When speaking of research philosophies, it is been discussed about the research paradigm. The paradigm consists of Ontology, Epistomology and Axiology (Guba & Lincoln, 1994).

Saunders et al. (2009), combined the definitions given by Gruber (1993) and Borst (1997) and defined ontology as the “form and nature of reality”. Epistemology discusses about the knowledge and how the knowledge will be discovered (Sanders, Lewis & Thornhill., 2009). Further axiology is been considered as another branch of philosophy that focuses on the judgemental values (Sanders, Lewis & Thornhill., 2009).

Understanding this paradigm the research onion focuses on the philosophical approaches available for a researcher.


Positivism is been discussed by many authors in relation to research. As mentioned by Babbie (2011), positivism has a long history. Positivism is more in relation with the studies conducted on natural sciences. As mentioned by Welmen et al. (2009), mentions that positivism can be directly linked with reseaches in relation to science, because the results can be obsereved and measured.

It is identified that a positivist researcher would be interested in testing the hypothesis in an observable environment. The research will be conducted in a very structured manner. In addition large samples will be used and quantifiable data is mostly preferred by positivists (Druckman, 2005). As positivist highly believe on gathering information through observation. Therefore positivists give priority to collecting knowledeg through observation. It is mentioned by Collis & Hussey (2009), that positivist worked on developing theories. So they are focused on generalizing the theories.


Realism is where the researcher accepts that when it comes to reality, it is not always depended on the behavior and the beliefs of humans (Blumberg et al, 2011). A realist believes that reality exists beyond what is in the mind of humans (Sanders, Lewis & Thornhill., 2009). Therefore in conducting research following realism will not only depend on the quantifiable data that is being collected through observation.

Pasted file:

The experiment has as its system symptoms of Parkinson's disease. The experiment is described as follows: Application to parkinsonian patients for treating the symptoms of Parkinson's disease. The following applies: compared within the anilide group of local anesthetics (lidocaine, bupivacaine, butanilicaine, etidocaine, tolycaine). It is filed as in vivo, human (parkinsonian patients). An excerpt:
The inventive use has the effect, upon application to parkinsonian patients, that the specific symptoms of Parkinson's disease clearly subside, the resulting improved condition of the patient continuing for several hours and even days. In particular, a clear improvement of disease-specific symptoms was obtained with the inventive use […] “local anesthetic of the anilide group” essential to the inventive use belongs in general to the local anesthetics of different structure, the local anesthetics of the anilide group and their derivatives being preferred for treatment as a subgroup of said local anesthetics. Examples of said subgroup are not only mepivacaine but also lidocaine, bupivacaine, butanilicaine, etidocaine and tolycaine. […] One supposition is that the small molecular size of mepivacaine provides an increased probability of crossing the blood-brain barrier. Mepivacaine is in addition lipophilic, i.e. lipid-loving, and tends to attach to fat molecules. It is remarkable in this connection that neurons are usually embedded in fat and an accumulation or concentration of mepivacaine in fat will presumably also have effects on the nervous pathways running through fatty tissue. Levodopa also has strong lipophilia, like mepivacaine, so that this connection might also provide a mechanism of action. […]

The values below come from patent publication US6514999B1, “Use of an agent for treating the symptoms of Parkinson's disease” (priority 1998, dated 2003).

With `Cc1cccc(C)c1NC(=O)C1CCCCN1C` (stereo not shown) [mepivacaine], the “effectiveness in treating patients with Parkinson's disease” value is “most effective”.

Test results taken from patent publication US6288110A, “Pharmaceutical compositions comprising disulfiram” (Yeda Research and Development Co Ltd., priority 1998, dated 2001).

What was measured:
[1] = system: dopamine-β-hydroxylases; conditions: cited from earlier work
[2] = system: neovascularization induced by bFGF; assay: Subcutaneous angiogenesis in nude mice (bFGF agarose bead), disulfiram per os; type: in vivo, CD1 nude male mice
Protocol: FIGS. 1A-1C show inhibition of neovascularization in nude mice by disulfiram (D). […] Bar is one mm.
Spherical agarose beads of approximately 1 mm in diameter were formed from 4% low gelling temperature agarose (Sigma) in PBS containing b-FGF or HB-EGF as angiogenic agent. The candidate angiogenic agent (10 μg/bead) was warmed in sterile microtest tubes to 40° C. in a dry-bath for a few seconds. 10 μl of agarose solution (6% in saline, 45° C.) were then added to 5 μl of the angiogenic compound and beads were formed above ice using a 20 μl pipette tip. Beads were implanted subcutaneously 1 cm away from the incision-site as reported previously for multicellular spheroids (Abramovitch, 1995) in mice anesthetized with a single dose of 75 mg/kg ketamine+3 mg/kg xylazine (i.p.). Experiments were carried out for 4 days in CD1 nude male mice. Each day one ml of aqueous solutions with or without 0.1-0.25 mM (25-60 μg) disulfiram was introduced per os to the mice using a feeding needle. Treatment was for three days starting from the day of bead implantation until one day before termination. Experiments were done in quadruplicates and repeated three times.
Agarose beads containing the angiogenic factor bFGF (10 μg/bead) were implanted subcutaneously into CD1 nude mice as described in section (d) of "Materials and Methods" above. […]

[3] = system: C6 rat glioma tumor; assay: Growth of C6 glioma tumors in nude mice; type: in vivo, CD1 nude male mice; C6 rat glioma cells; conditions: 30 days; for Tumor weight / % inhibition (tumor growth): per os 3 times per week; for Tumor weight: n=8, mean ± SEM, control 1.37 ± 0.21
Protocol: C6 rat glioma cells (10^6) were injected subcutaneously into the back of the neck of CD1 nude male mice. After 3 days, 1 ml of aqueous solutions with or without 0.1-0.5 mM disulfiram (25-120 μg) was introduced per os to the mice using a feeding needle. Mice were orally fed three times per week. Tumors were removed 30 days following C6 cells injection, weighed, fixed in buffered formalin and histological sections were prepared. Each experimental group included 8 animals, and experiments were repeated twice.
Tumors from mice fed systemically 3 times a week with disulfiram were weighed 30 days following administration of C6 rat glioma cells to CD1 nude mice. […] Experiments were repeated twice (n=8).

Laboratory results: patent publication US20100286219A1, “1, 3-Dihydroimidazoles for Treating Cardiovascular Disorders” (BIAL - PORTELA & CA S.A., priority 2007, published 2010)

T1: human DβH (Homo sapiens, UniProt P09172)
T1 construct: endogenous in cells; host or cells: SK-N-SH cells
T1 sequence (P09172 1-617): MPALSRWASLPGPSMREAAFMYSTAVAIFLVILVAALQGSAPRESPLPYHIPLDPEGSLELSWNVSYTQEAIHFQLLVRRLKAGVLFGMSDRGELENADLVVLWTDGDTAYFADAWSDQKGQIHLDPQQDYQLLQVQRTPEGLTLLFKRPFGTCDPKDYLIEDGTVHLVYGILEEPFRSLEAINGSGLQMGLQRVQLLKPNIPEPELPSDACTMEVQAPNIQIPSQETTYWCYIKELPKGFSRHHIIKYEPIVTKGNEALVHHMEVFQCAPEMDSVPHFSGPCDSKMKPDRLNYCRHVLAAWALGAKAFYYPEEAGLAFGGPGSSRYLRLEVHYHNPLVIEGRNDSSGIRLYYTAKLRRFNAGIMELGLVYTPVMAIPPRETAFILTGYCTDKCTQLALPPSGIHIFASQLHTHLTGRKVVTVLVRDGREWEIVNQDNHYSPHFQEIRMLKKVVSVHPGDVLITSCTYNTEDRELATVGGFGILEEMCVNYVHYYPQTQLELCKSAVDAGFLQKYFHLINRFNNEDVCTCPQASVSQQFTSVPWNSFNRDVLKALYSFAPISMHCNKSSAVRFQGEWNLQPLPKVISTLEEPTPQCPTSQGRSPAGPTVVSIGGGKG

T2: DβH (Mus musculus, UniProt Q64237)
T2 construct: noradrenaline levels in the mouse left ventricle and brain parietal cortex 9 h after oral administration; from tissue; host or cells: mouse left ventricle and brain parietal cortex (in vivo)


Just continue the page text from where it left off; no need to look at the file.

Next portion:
According to Sanders, Lewis & Thornhill., 2009), there are two types of realism,

  1. Direct Realism
  2. Critical Realism

Direct Realism

This is where the researcher agrees with and accepts what is been seen as reality. In this scenario senses plays a vital role, as researchers agrees with whatever get caught within the senses.

Critical Realism

Critical Realism is where researches argue that what is around us cannot be accepted as it is, because most of it is sensations and images. According to critical realists there are two steps in understanding the world around (Sanders, Lewis & Thornhill., 2009). They are;

  1. By using only sensations to understand the reality.
  2. By getting a mental process along with sensation to understand reality.

According to the direct realist only the first step will be used in accepting reality. But as per the critical realist both the steps are needed in identifying and accepting reality.


Interpretivism is more focus on understanding people and their behaviors (Babbie & Mouton, 2008). As mentioned by Sanders, Lewis & Thornhill., (2009), interpretivism is more focused on understanding the part that humans play in their day to day life. Neuman (2011), mentions that in accordance to the studies conducted by Wilhelm Dilthey, there are two sciences known as natural and human sciences. While interpretivism focuses on the human sciences, positivism focuses on natural sciences.

Rubin & Babbie (2010), argues that interpretivism is used mainly to study the daily events of human life combining the values and cultures surrounding it. In conducting research an interpretivist will not be just observing, the researcher himself will become a part of the research and will be moving within the selected population (Wisker, 2008). In addition the interest of the researcher towards the study will be driving the research.

According to interpretivism theory is built based on the studies that are being conducted and the results collected. Therefore the unexpected can be expected. Interpretivism research focuses more on collaborating, discussing, sharing ideas in collecting data. Hence, the approach will be more on collecting qualitative rather than quantitative data. Therefore the theory will not be developed based on quantifiable information, rather it will be on contrasting and comparing the information collected.


Pragmatism is very commonly used in academic research. This is where the researcher gets flexibility in adopting the most suitable method to conduct research according to the research question (Sanders, Lewis & Thornhill., 2009). Tashakkori & Teddlie (1998), highlights that in using the philosophical approach, the researcher should focus on what interests the researcher and how the methods selected can add value to the research conducted. By focusing on pragmatism it enables the researcher to have a better focus that in addition enables collection of better results which is more relevant.